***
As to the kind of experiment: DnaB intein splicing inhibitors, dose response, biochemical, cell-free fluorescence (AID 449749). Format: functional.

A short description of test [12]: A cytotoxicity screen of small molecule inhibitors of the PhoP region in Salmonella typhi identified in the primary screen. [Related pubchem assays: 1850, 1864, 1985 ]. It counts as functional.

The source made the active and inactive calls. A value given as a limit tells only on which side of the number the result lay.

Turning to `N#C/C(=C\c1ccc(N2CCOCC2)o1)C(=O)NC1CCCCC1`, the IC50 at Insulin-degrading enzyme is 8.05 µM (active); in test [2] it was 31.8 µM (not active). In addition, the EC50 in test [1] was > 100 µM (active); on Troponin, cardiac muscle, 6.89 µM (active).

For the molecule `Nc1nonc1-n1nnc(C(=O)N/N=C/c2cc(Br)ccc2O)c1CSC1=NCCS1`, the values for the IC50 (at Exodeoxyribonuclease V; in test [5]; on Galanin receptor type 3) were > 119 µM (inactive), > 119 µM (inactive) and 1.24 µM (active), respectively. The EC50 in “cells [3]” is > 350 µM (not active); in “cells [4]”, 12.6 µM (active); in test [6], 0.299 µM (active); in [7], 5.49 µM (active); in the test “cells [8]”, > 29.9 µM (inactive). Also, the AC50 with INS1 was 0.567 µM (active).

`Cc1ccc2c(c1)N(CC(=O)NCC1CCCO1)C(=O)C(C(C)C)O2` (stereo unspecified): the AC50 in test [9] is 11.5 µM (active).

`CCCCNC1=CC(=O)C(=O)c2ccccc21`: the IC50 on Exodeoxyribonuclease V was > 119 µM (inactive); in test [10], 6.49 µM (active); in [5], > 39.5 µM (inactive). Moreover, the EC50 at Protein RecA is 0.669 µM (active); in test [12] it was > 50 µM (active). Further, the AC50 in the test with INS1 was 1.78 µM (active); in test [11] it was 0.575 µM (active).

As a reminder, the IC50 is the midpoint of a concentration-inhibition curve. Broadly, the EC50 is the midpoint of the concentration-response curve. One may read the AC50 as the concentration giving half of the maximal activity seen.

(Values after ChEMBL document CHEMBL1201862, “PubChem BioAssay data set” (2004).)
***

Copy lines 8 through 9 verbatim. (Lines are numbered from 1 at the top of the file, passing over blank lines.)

As a reminder, the IC50 is the midpoint of a concentration-inhibition curve. Broadly, the EC50 is the midpoint of the concentration-response curve. One may read the AC50 as the concentration giving half of the maximal activity seen.

(Values after ChEMBL document CHEMBL1201862, “PubChem BioAssay data set” (2004).)